Carolina Panthers

Carolina Panthers GM Gettleman not showing all his cards

Panthers general manager Dave Gettleman began his predraft press conference Tuesday by saying he wouldn’t discuss any specific prospects.

But the second-year GM said plenty about the position groups where the Panthers need help, which happen to align with two of the deepest areas in the draft.

“I’m not going to insult your intelligence. You all know it’s a heck of a wide receiver draft and it’s a solid tackle draft,” Gettleman said.

Gettleman said he gave only two wideouts first-round grades last year, presumably among the group of Tavon Austin, DeAndre Hopkins and Cordarrelle Patterson, all of whom went in the first round and had solid rookie seasons.

Gettleman believes a total of 10 offensive tackles and receivers have first-round talent this year. Most experts agree there are four sure first-round tackles – Greg Robinson, Taylor Lewan, Jake Matthews and Zack Martin.

Do the math. That leaves as many as six first-round wideouts on the Panthers’ board, a couple of whom are expected to be available when Carolina picks 28th.

Of course, Gettleman also reminded media members Tuesday how fond he is of defensive players, particularly those of large stature. He also dropped another colorful phrase on sports fans in the Carolinas.

A year after using the term, “hog mollie” to describe defensive tackles Star Lotulelei and Kawann Short, the first two draft picks of the Gettleman era, the Boston-bred Gettleman trotted out another descriptive beauty in explaining why he wouldn’t rule out going after another defensive lineman.

“You guys can look at me like I’m crazy,” Gettleman said. “But if there’s a blue goose pass rusher or a blue goose defensive tackle sitting there, I’m not going to be afraid.”

Someone asked Gettleman what a blue goose was. He smiled and said, “A guy that can help right now.”

The Panthers need help in several areas after losing their top four receivers, watching their longtime left tackle ride off into retirement and seeing half of their so-called No-Name Secondary bolt for bigger deals elsewhere.

Along with trying to fill the holes left by the departures of receiver Steve Smith and tackle Jordan Gross, Gettleman also mentioned cornerback as a possibility.

“We’d like a left tackle. The guys we have that are competing there we have confidence in. But it’s a matter of playing there. It’s a matter of reps,” Gettleman said. “You’d like a young wide receiver. You wouldn’t be mad if a corner was there. I’m not going to lie to you.

“Again, it doesn’t mean we’re going to sit here and say, ‘We’re taking a wide. We’re taking a tackle. We’re taking a corner.’”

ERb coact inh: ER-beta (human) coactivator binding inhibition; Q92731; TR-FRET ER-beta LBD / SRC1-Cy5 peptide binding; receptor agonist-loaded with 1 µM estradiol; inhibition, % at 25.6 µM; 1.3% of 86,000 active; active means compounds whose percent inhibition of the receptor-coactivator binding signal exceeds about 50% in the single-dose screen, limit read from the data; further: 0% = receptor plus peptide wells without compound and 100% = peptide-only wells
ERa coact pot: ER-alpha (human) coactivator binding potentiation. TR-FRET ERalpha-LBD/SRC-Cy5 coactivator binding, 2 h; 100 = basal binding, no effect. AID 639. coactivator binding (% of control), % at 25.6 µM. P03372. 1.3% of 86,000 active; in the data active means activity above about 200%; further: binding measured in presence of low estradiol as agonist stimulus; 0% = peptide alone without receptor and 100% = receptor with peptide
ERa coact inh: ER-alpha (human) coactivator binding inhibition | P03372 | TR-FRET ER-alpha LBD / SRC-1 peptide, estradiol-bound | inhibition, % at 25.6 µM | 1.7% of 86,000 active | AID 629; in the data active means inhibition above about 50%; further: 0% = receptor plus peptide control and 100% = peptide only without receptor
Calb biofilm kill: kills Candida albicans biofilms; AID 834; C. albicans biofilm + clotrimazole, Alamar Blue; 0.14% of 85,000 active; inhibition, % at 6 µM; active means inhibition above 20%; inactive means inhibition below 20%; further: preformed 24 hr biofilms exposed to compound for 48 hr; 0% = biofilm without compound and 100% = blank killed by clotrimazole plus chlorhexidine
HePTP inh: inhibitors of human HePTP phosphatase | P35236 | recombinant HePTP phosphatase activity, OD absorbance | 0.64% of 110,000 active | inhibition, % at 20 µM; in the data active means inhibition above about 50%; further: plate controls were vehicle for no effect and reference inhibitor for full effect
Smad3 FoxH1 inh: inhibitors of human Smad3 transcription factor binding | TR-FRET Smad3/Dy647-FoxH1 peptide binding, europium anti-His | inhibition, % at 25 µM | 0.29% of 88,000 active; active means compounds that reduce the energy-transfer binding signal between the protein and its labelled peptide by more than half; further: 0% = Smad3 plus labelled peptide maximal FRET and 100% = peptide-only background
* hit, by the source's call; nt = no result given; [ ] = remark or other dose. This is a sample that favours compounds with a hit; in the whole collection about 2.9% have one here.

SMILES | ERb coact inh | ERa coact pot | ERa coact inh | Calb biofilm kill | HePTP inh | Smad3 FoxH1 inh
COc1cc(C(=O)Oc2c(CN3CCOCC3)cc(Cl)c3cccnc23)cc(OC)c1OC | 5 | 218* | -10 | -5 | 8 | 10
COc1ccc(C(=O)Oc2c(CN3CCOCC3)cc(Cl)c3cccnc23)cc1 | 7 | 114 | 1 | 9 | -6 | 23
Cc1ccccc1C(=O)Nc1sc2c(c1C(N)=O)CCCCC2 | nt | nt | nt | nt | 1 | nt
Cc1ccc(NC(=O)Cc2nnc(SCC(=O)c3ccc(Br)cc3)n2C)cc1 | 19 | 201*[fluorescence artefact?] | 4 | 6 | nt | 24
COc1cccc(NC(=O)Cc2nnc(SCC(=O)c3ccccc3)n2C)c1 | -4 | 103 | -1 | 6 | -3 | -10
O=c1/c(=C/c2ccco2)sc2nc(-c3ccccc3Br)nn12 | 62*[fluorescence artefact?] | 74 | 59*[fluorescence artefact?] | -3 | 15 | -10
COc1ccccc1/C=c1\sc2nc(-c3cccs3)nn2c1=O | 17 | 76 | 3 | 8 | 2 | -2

Gettleman said the extra two weeks before this year’s draft meant additional film study for the former scout and New York Giants’ longtime pro personnel director. Gettleman began meeting with the Panthers’ college scouts last week, and has been sitting down with the coaches this week.

“The board’s not even remotely close to being finished,” said Gettleman.

Panthers coach Ron Rivera praised Gettleman’s draft prep.

“Dave takes immaculate notes. He really does and I think it’s a reflection of him having been a pro scout for so long,” Rivera said. “He sits down and he pulls those notes out and he goes over them and talks about things he wanted to do differently, and we put those into motion.”

The Panthers used 26 of their allotted 30 visits to bring prospects to Charlotte.

Carolina has met with or worked out several of the wideouts expected to be taken in the first or second rounds, including Oregon State’s Brandin Cooks, Southern Cal’s Marqise Lee, LSU’s Odell Beckham, Indiana’s Cody Latimer and Fresno State’s Davante Adams.

After the Panthers signed free agents wideouts Jerricho Cotchery, Tiquan Underwood and Jason Avant, Rivera said he would prefer taking a blocker to protect Cam Newton rather than another receiver.

The Panthers have talked to offensive tackles such as Virginia’s Morgan Moses, although they are not believed to be enamored with the crop of second-tier tackles after Robinson, Lewan, Matthews and Martin.

And while the Panthers’ defensive line looks set with the additions of Lotulelei and Short, and the strong play of ends Charles Johnson and Greg Hardy, it’s worth noting Hardy could be a $13.1 million rental if the Panthers fail to reach a long-term agreement with the player they franchise-tagged in March.

“We believe in defense,” Gettleman said. “The goal is to get to the Super Bowl, and win. If you look at the NFC (playoffs), and who was in it, it was the teams with the best defenses. Seattle was one, we were two and I think San Francisco was four or five. I’ve just seen it too often – it’s really hard to with an average defense.”

Notes: Offensive tackle Byron Bell, the top candidate to replace Gross, is expected to sign his restricted free agent tender by Friday’s deadline, according to a team source. The Panthers offered Bell a second-round tender worth $2.187 million. Another team would have to give the Panthers a second-round pick this year if they want to sign Bell.

Rivera said the Panthers had about 95 percent participation for the first week of offseason workouts last week. Gettleman declined to comment on the $1.3 million salary advance the Panthers agreed to give Hardy if he shows up for the workouts.

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